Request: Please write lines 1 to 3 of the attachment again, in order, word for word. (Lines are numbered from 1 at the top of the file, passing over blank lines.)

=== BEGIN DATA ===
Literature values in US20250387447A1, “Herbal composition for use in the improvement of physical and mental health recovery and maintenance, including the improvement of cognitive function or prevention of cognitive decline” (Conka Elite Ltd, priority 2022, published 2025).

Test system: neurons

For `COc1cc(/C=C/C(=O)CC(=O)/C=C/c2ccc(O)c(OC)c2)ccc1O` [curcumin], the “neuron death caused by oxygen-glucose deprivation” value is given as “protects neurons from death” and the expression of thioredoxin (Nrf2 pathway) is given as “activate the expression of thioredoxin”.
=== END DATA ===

Literature values in US20250387447A1, “Herbal composition for use in the improvement of physical and mental health recovery and maintenance, including the improvement of cognitive function or prevention of cognitive decline” (Conka Elite Ltd, priority 2022, published 2025).

Test system: neurons

For `COc1cc(/C=C/C(=O)CC(=O)/C=C/c2ccc(O)c(OC)c2)ccc1O` [curcumin], the “neuron death caused by oxygen-glucose deprivation” value is given as “protects neurons from death” and the expression of thioredoxin (Nrf2 pathway) is given as “activate the expression of thioredoxin”.